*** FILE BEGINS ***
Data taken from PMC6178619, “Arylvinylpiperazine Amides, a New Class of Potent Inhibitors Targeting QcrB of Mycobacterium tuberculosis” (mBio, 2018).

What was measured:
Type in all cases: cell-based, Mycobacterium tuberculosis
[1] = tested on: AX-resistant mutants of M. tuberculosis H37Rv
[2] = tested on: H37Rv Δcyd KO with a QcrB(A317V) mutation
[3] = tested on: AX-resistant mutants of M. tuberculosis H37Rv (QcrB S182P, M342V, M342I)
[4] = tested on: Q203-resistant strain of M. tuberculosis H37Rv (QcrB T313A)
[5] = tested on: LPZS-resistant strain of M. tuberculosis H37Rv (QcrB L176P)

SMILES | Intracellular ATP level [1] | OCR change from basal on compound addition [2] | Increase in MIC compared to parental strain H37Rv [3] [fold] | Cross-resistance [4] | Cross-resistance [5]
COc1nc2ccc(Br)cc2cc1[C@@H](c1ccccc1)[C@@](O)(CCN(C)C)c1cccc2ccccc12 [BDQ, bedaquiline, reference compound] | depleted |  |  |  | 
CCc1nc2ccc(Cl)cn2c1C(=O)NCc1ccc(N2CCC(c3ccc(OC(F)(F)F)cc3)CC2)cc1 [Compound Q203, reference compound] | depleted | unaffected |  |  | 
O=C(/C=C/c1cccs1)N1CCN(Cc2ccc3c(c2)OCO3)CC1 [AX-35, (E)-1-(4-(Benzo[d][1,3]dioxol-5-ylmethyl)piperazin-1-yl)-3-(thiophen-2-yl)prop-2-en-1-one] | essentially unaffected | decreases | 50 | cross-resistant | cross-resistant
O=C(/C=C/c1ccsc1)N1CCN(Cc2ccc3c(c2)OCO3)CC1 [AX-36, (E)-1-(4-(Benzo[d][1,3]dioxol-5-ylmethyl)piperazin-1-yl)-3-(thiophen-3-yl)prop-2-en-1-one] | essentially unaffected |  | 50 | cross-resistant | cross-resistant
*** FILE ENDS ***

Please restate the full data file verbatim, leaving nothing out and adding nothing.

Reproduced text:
Data taken from PMC6178619, “Arylvinylpiperazine Amides, a New Class of Potent Inhibitors Targeting QcrB of Mycobacterium tuberculosis” (mBio, 2018).

What was measured:
Type in all cases: cell-based, Mycobacterium tuberculosis
[1] = tested on: AX-resistant mutants of M. tuberculosis H37Rv
[2] = tested on: H37Rv Δcyd KO with a QcrB(A317V) mutation
[3] = tested on: AX-resistant mutants of M. tuberculosis H37Rv (QcrB S182P, M342V, M342I)
[4] = tested on: Q203-resistant strain of M. tuberculosis H37Rv (QcrB T313A)
[5] = tested on: LPZS-resistant strain of M. tuberculosis H37Rv (QcrB L176P)

SMILES | Intracellular ATP level [1] | OCR change from basal on compound addition [2] | Increase in MIC compared to parental strain H37Rv [3] [fold] | Cross-resistance [4] | Cross-resistance [5]
COc1nc2ccc(Br)cc2cc1[C@@H](c1ccccc1)[C@@](O)(CCN(C)C)c1cccc2ccccc12 [BDQ, bedaquiline, reference compound] | depleted |  |  |  | 
CCc1nc2ccc(Cl)cn2c1C(=O)NCc1ccc(N2CCC(c3ccc(OC(F)(F)F)cc3)CC2)cc1 [Compound Q203, reference compound] | depleted | unaffected |  |  | 
O=C(/C=C/c1cccs1)N1CCN(Cc2ccc3c(c2)OCO3)CC1 [AX-35, (E)-1-(4-(Benzo[d][1,3]dioxol-5-ylmethyl)piperazin-1-yl)-3-(thiophen-2-yl)prop-2-en-1-one] | essentially unaffected | decreases | 50 | cross-resistant | cross-resistant
O=C(/C=C/c1ccsc1)N1CCN(Cc2ccc3c(c2)OCO3)CC1 [AX-36, (E)-1-(4-(Benzo[d][1,3]dioxol-5-ylmethyl)piperazin-1-yl)-3-(thiophen-3-yl)prop-2-en-1-one] | essentially unaffected |  | 50 | cross-resistant | cross-resistant